The myth of "unmotivated"

The myth of "unmotivated"

Welcome back to the Effortless Action Newsletter! Every Wednesday, I share findings from across a range of disciplines to better understand “What gets us to take action?”

When you’re unmotivated, what do you usually do?

Usually, we procrastinate the things we know we should do. We’ll scroll on social media, play video games, clean around the house, make some coffee, anything to make sure we don’t have to do that dreaded task of ours.

During these times, especially when we’re scrolling on the endless supply of social media, we compare ourselves to the facade of influencers lecturing about motivation and taking action. We assume that an ounce of their motivation will rub off on us, but it ends up doing the opposite. We think that those people were just blessed with the gift of productivity and motivation, when we were dealt the hand of laziness.

Rant aside, let’s get back to those things you’re using to procrastinate. Aren’t you motivated to do those things? If you had no motivation, you’d just be sitting there, doing nothing. (Even then, wouldn’t you be motivated to do just that?)

Motivation isn’t just our willingness to take action on what we should do. It’s our drive to take any action, regardless of how positive or negative it may be. We all have motivation. In each of our brains, there’s little dopamine molecules floating from one neuron to the next.

The issue with telling yourself “I’m unmotivated” or “I’m just lazy,” is that it reinforces an identity. Someone who’s lazy doesn’t take action on their goals. Someone who’s unmotivated is stuck in a rut.

I doubt that this Koala is judging itself for being lazy, so you shouldn’t either!
I doubt that this Koala is judging itself for being lazy, so you shouldn’t either!

Identities are difficult to change. They are little pieces of who we are that we act in accordance with. Any threats to our identities are threats to our sense of who we are. If you have the “unmotivated” identity, taking action is a threat to your sense of self.

Here’s the punchline:

When we ditch this notion of “I’m unmotivated” and tell ourselves “I don’t feel motivated to do this task” then it’s a lot easier to negotiate with ourselves to do it.

These thoughts shape our beliefs and our beliefs reinforce our identity. When we change our thoughts from being identity-focused to being emotional-focused, then we can start making changes without threatening our sense of self.

Forget about the identity, focus on the emotion.

From there, try not to do anything. Make yourself bored. Don’t scroll on social media or distract yourself with something else. Sit there with your feelings and reflect. Grab a pen and paper if it helps to clarify your thoughts.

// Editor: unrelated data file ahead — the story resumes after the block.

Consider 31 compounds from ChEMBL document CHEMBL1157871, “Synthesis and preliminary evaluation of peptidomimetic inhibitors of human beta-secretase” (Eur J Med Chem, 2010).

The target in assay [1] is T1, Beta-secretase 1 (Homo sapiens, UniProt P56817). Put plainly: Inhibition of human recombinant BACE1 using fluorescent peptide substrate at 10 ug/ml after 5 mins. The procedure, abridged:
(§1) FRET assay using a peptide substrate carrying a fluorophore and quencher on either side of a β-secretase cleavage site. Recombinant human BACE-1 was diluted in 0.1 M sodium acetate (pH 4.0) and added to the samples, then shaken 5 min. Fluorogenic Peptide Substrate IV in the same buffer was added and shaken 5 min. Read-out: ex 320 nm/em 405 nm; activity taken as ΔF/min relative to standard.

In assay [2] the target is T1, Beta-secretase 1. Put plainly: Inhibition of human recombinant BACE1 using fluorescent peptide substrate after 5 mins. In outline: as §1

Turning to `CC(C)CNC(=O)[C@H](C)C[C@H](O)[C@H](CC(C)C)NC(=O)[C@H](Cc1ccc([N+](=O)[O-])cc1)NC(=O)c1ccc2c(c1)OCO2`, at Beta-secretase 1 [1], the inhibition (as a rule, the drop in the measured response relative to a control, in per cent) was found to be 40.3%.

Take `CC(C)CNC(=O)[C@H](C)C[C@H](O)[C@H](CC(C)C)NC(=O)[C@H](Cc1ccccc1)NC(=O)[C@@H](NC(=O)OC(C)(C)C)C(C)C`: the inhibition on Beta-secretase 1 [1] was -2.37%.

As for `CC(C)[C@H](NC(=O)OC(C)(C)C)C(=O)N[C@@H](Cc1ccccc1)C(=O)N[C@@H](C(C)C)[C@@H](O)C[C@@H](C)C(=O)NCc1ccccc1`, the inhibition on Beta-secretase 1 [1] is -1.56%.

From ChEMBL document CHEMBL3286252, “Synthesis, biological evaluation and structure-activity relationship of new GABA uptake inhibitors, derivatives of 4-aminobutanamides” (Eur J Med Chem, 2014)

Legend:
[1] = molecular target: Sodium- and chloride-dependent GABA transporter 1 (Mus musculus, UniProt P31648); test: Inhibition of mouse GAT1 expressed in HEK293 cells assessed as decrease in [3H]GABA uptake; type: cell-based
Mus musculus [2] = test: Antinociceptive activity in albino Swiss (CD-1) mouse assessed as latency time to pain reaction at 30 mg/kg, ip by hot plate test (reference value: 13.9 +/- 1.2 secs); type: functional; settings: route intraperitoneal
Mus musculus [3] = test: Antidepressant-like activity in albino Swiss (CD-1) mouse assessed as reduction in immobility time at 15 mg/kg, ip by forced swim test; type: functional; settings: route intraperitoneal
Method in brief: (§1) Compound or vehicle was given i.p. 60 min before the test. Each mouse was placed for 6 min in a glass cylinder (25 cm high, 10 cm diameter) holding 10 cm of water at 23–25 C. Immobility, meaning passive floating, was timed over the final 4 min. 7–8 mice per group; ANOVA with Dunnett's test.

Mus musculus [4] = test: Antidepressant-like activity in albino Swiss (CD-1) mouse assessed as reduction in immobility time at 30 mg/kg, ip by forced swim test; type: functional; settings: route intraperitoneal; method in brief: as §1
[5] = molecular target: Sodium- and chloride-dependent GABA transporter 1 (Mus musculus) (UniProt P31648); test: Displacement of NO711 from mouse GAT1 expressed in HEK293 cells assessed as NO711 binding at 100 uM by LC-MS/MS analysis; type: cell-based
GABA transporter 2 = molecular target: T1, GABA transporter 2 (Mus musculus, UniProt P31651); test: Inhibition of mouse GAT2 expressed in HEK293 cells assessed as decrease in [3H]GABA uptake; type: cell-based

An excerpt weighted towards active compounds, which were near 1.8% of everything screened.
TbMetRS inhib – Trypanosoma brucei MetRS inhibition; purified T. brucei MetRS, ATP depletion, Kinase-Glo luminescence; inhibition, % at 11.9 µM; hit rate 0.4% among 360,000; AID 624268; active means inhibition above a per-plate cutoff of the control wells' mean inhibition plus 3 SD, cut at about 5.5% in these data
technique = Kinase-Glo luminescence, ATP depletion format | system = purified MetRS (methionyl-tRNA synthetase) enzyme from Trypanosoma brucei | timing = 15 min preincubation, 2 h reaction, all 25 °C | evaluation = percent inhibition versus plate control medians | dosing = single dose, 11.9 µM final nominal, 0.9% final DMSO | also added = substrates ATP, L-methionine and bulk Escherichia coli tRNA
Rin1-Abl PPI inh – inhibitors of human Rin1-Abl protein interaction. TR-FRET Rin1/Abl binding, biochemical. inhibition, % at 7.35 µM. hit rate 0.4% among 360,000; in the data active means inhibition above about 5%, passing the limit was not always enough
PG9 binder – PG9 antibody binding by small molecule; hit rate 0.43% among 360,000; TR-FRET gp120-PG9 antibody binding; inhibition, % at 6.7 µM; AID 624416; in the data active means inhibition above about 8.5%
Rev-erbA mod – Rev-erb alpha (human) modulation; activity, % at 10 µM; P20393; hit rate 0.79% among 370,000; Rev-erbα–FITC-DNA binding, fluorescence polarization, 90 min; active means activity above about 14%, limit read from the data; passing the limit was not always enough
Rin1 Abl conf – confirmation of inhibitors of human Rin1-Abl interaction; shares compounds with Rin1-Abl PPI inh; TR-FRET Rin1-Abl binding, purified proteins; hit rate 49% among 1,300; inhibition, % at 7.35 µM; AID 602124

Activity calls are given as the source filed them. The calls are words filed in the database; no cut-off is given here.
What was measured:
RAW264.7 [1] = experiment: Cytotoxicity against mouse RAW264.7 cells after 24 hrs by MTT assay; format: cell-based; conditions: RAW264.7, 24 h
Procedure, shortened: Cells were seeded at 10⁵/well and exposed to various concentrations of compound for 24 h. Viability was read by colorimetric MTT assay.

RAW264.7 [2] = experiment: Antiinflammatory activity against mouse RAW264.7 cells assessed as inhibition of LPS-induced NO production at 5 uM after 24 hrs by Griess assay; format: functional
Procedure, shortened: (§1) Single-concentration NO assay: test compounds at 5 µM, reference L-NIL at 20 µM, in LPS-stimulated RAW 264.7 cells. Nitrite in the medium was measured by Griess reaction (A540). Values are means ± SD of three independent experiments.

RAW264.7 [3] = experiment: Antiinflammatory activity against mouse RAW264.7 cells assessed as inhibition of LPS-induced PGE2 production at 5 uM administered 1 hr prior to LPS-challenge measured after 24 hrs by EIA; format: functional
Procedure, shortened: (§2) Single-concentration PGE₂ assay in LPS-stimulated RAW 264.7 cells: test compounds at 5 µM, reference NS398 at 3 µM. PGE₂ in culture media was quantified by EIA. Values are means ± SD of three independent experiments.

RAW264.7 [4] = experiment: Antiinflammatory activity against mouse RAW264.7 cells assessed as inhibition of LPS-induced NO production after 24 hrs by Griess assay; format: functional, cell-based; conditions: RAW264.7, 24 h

• What is it that you want to achieve and why?
  • What do you not feel like doing and why?
  • What would be the first, smallest step to taking action?

In these moments, it takes a little bit of strength to push through to taking action, so if you’re out of reserves for the day, you may be SOL. But if you have a tiny bit of strength in you, use that to take the first, smallest step. It could be opening up the document of the piece you’re writing, or even just writing out the next steps for a task.

During this time, try to negotiate with your feelings. A lot of the time we try to use brute force to overpower our emotions with logic, but that’s not how our brains work. Understand why your brain doesn’t want to do the task.

  • Do you think you’ll fail?
  • Are you not clear on the next step?
  • Is it perfectionism creeping up?
  • Or is the task just not fun to do?

When you understand the reason behind it, you can create a strategy to deal with these different  types of procrastination , and get started on the road to take action.

Over time, you can start to build the habit of stopping and reflecting before giving in to the instinct to do other things. From there, you can become the type of person who shows strength in those moments of reflection to take action on what it is you need to do.

As with all things, it’s easy for me to sit here on my high horse proclaiming the simple way to achieve all of your dreams without putting in any effort, but we’re in this together. I’m right here walking this unknown path with you, struggling, and trying to build strength in these moments of reflection.


  • When you don’t want to do something, shift your focus from identity to emotion
  • Pause and reflect on why you don’t want to take action
  • Negotiate with your feelings to take the next step

Thanks for reading!

Hey you. Thanks for reading to the bottom!

If you enjoyed this, there’s much more to come. I’d love to hear your feedback, either through a comment on Substack, or you can simply reply to this email. What’d you think of this less structured piece?

I hope you have a wonderful day, and as always, I’ll work on creating a catchy phrase to end this newsletter with.

(Though I don’t really feel like it right now.)